Does North Dakota Have Any Unique Property Laws?
In terms of property laws, some examples specific to North Dakota include the following:
- Each state offers a homestead exemption, as well as homestead protection laws. North Dakota allows $100,000 maximum in property value that may be designated as a homestead;
- Adverse possession laws allow a person to gain legal title to someone else’s property, if they openly inhabit the property for a set amount of time. In North Dakota, this time period varies between ten and twenty years; and
- The statute of limitations for filing a civil lawsuit in North Dakota range from two to ten years. In terms of real estate disputes, the statute of limitations generally lasts for six years.
Do I Need to Hire a North Dakota Real Estate Law Attorney for Help?
If you are located in North Dakota and are experiencing any issues related to real estate law, you should consult with an experienced local North Dakota real estate attorney. It is important that you work with someone local to your state, as state laws regarding the subject can vary widely.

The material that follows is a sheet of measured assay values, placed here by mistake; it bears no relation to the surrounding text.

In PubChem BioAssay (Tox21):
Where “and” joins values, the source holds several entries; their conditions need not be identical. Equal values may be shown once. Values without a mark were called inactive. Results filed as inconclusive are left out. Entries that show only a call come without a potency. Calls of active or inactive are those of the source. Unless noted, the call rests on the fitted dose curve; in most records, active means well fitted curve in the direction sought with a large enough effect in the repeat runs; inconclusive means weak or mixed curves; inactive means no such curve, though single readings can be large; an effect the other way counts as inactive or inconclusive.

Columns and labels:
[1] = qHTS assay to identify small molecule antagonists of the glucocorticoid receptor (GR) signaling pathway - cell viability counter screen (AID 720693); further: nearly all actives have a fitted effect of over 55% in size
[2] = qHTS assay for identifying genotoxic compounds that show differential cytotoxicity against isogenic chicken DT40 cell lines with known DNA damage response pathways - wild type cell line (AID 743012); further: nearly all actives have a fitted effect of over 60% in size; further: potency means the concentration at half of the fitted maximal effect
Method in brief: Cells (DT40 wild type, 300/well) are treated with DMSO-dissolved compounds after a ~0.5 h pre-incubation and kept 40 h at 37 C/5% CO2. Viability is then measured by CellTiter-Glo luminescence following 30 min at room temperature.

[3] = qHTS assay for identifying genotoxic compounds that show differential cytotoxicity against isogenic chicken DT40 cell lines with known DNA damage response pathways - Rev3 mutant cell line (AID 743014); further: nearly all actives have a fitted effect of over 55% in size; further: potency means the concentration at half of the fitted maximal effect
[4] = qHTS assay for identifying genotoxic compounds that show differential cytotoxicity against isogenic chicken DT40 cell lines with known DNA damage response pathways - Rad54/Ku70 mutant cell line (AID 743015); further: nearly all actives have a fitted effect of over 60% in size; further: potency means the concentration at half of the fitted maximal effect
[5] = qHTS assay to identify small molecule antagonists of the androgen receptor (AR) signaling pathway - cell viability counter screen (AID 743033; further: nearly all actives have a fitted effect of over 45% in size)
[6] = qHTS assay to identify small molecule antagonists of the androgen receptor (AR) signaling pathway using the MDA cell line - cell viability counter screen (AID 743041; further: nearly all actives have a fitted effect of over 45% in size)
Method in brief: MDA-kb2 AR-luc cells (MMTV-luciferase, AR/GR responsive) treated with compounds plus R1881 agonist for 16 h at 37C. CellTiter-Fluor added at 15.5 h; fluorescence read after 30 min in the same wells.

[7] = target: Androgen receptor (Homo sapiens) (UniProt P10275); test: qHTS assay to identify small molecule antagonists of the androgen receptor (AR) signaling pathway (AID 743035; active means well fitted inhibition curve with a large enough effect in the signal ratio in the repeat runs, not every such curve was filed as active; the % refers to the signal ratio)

An experienced real estate attorney in your area will be best suited to helping you understand North Dakota-specific real estate laws, and the consequences for violating any of those laws. An attorney will also be able to represent you in court as needed. Finally, an attorney can also file a civil lawsuit on your behalf, if necessary.